Finite state automata (FSAs) sound complicated, but the basic idea is as simple as drawing a map.
This fun activity is based around a fictitious pirate story which leads to the unlikely topic of reasoning about patterns in sequences of characters
- Finite State Automata
- Italian Language Version
- French Language Version
- Greek Language Version
- Portugese (Brazil) Language Version
- Polish Language Version
- Slovenian Language Translation
- Extra – An indoor version of this activity as an interactive powerpoint. Courtesy of Tom Cortina (CMU)
- National Center for Women & Information Technology (NCWIT) has a learning package called Unplugged in a Box which has detailed lesson plan of the “Treasure Hunt” activity.
- Mordechai (Moti) Ben-Ari from the Weizmann Institute of Science, Israel has programmed the Finite State Automata Unplugged activity in Scratch which can be downloaded in a zip file of the complete set of activities. Please read the ReadMe.txt for documentation.
- The Greenroom resources area using the Greenfoot software has the treasure finding finite state automata exercise you can download and use in the Greenfoot environment. If you are a teacher, you can apply easily to join and use the resources there.
- An older version of this activity can be downloaded in PDF format here. The content is similar to the current version, but there’s some extra technical information.
- Wikipedia: Finite State Automata
- The Mathmaniacs web site has a similar activity (lesson 5), and a related one (lesson 6)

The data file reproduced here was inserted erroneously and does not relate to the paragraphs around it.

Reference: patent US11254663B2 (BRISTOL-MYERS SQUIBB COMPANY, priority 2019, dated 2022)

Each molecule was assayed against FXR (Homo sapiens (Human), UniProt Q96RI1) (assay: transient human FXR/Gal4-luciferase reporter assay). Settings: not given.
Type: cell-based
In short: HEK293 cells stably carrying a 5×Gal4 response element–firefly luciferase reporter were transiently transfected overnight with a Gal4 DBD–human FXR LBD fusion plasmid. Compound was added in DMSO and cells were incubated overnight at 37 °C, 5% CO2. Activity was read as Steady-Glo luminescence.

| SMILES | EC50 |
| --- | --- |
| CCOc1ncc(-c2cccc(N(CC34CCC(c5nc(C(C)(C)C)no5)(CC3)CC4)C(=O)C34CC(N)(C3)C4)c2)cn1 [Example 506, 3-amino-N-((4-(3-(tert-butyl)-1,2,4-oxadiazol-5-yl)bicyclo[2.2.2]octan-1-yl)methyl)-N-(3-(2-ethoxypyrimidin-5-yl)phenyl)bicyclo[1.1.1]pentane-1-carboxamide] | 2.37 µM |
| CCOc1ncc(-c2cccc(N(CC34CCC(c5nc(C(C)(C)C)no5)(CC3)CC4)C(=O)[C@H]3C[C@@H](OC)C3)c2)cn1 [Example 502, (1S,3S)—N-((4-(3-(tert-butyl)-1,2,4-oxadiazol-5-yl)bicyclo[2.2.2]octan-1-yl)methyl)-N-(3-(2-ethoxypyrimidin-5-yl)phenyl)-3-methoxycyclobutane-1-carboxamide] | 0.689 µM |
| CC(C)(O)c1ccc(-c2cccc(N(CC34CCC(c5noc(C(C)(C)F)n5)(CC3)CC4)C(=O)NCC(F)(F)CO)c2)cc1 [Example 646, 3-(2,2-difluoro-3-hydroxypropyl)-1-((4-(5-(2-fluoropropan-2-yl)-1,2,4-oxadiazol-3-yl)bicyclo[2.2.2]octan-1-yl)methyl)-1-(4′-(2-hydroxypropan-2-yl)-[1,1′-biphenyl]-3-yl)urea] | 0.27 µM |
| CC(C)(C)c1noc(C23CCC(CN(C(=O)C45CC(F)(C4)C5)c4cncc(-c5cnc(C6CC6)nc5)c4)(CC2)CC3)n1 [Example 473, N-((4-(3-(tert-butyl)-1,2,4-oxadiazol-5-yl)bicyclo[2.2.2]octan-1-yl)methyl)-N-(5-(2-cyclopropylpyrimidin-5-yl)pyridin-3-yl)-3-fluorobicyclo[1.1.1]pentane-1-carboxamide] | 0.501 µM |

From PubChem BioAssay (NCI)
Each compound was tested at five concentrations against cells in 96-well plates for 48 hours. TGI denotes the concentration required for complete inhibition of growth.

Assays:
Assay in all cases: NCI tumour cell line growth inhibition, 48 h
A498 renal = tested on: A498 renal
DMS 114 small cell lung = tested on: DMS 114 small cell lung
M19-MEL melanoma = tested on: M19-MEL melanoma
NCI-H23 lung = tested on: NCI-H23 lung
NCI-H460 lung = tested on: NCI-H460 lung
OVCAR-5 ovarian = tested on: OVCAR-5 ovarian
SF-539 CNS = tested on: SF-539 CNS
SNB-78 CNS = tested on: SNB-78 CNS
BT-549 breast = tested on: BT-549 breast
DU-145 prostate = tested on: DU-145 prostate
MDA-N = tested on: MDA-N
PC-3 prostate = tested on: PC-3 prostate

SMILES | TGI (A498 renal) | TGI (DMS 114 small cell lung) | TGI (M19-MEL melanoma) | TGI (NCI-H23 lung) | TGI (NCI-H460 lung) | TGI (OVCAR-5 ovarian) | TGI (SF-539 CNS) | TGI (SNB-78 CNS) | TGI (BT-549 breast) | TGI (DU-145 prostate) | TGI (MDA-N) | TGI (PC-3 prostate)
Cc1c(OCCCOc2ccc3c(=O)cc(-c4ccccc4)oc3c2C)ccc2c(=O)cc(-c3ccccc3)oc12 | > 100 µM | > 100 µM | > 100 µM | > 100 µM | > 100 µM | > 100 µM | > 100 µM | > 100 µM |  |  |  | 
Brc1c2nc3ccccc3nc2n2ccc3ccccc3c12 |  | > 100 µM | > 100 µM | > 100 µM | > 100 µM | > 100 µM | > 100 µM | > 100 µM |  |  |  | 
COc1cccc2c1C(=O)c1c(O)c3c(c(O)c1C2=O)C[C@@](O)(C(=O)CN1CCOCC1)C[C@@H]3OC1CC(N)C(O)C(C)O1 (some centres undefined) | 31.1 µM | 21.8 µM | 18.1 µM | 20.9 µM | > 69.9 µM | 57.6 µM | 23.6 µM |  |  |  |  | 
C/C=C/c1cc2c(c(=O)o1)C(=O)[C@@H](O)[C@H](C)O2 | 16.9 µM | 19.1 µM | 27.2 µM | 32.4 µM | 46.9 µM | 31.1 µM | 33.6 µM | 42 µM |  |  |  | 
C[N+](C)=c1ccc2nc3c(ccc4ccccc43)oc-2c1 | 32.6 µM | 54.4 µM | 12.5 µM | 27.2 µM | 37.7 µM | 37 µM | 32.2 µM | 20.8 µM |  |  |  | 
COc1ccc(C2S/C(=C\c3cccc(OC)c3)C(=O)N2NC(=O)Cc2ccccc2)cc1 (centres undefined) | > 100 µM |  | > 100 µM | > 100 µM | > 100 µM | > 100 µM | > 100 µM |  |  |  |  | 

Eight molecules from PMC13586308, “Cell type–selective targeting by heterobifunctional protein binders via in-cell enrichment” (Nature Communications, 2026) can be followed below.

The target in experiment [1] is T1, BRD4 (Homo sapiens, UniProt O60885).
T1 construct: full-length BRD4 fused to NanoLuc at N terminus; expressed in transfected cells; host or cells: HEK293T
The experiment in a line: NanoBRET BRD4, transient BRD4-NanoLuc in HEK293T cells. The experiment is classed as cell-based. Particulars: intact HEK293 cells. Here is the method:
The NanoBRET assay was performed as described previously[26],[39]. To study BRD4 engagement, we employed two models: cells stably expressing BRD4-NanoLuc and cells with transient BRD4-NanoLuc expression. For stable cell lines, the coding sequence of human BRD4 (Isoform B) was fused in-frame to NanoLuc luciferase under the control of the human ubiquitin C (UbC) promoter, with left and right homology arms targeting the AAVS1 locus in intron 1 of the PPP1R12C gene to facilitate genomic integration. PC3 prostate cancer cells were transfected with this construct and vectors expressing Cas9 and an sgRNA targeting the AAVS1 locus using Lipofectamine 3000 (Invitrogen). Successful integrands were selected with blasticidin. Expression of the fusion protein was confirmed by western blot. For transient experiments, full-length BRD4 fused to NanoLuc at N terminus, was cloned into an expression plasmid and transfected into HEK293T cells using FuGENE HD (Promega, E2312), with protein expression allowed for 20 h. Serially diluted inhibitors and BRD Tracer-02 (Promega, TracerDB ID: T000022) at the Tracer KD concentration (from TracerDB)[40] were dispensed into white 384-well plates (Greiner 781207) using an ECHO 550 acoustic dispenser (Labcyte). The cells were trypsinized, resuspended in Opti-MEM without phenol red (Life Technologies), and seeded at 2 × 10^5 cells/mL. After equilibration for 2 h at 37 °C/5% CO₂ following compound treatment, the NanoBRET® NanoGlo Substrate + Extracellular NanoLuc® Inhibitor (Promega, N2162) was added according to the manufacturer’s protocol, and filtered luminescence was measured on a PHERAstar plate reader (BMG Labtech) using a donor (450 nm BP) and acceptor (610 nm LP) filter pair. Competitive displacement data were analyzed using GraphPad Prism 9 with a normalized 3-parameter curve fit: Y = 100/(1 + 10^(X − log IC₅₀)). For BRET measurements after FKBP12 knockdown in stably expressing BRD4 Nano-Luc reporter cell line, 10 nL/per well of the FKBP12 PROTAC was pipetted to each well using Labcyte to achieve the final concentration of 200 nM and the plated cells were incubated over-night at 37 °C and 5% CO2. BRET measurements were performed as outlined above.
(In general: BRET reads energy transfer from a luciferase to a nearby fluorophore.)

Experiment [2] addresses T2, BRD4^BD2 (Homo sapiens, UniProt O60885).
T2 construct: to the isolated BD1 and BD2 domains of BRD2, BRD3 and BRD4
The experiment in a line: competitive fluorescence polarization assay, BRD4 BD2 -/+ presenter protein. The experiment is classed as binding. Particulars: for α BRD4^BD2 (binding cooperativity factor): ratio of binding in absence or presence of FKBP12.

- SwissEduc has a programming environment called Kara (requires Java installed), which is a programmable ladybird robot that has been developed to help teach Computer Science concepts such as finite state machines, turing machines. The variations of this program are given below:
- jayisgames has a game made in Flash that teaches the concept of Finite State Automata called Manufactoria.
Great Principles of Computer Science [info]
ACM K12 Curriculum [info]
- Level I (Grades 6-8) Topic 11: Understand the graph as a tool for representing problem states and solutions to complex problems
New Zealand Curriculum [info]
- Mathematics Level 2: Position and orientation
- Describe different views and pathways from locations on a map
- Mathematics Level 3: Probability
- Investigate simple situations that involve elements of chance by comparing experimental results with expectations from models
- Technology Level 2: Planning for Practice
- Develop a plan that identifies the key stages and the resources required to complete an outcome
- Technology Level 2: Technological Systems
- Understand that there are relationships between the inputs, controlled transformations, and outputs occurring within simple technological systems.